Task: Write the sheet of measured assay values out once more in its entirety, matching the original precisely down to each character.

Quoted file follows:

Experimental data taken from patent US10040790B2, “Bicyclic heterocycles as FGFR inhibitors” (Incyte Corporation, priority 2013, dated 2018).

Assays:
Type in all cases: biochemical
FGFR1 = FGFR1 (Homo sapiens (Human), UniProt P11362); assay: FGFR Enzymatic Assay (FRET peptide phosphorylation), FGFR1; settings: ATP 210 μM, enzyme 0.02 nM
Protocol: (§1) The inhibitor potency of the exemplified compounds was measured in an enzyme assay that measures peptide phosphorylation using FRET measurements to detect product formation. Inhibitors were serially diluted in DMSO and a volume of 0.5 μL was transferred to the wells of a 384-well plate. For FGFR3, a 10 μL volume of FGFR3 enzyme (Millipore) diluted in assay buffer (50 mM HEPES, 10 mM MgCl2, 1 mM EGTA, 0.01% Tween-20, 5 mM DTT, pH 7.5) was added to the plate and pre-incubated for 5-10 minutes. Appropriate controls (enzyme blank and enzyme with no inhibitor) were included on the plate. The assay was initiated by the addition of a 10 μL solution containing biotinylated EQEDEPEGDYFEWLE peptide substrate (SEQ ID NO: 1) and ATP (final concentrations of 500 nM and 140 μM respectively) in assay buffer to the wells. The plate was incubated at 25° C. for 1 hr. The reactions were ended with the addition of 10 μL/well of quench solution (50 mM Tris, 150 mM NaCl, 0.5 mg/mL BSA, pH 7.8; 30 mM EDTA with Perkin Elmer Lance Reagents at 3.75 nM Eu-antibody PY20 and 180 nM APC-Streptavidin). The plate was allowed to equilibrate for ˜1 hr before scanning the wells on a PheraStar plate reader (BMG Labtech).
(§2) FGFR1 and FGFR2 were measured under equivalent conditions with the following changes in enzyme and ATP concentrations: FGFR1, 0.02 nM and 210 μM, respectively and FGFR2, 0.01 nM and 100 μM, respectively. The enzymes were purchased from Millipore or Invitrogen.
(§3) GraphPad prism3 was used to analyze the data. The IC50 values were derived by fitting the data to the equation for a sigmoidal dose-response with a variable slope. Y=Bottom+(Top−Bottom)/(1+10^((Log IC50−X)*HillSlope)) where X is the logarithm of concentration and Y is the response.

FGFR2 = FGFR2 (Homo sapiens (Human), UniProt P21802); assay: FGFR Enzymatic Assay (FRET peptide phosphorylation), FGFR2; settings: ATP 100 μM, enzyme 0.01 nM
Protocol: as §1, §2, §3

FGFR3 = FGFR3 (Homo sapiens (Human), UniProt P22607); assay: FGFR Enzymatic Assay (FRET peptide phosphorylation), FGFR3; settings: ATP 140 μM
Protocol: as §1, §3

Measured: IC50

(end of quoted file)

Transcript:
Experimental data taken from patent US10040790B2, “Bicyclic heterocycles as FGFR inhibitors” (Incyte Corporation, priority 2013, dated 2018).

Assays:
Type in all cases: biochemical
FGFR1 = FGFR1 (Homo sapiens (Human), UniProt P11362); assay: FGFR Enzymatic Assay (FRET peptide phosphorylation), FGFR1; settings: ATP 210 μM, enzyme 0.02 nM
Protocol: (§1) The inhibitor potency of the exemplified compounds was measured in an enzyme assay that measures peptide phosphorylation using FRET measurements to detect product formation. Inhibitors were serially diluted in DMSO and a volume of 0.5 μL was transferred to the wells of a 384-well plate. For FGFR3, a 10 μL volume of FGFR3 enzyme (Millipore) diluted in assay buffer (50 mM HEPES, 10 mM MgCl2, 1 mM EGTA, 0.01% Tween-20, 5 mM DTT, pH 7.5) was added to the plate and pre-incubated for 5-10 minutes. Appropriate controls (enzyme blank and enzyme with no inhibitor) were included on the plate. The assay was initiated by the addition of a 10 μL solution containing biotinylated EQEDEPEGDYFEWLE peptide substrate (SEQ ID NO: 1) and ATP (final concentrations of 500 nM and 140 μM respectively) in assay buffer to the wells. The plate was incubated at 25° C. for 1 hr. The reactions were ended with the addition of 10 μL/well of quench solution (50 mM Tris, 150 mM NaCl, 0.5 mg/mL BSA, pH 7.8; 30 mM EDTA with Perkin Elmer Lance Reagents at 3.75 nM Eu-antibody PY20 and 180 nM APC-Streptavidin). The plate was allowed to equilibrate for ˜1 hr before scanning the wells on a PheraStar plate reader (BMG Labtech).
(§2) FGFR1 and FGFR2 were measured under equivalent conditions with the following changes in enzyme and ATP concentrations: FGFR1, 0.02 nM and 210 μM, respectively and FGFR2, 0.01 nM and 100 μM, respectively. The enzymes were purchased from Millipore or Invitrogen.
(§3) GraphPad prism3 was used to analyze the data. The IC50 values were derived by fitting the data to the equation for a sigmoidal dose-response with a variable slope. Y=Bottom+(Top−Bottom)/(1+10^((Log IC50−X)*HillSlope)) where X is the logarithm of concentration and Y is the response.

FGFR2 = FGFR2 (Homo sapiens (Human), UniProt P21802); assay: FGFR Enzymatic Assay (FRET peptide phosphorylation), FGFR2; settings: ATP 100 μM, enzyme 0.01 nM
Protocol: as §1, §2, §3

FGFR3 = FGFR3 (Homo sapiens (Human), UniProt P22607); assay: FGFR Enzymatic Assay (FRET peptide phosphorylation), FGFR3; settings: ATP 140 μM
Protocol: as §1, §3

Measured: IC50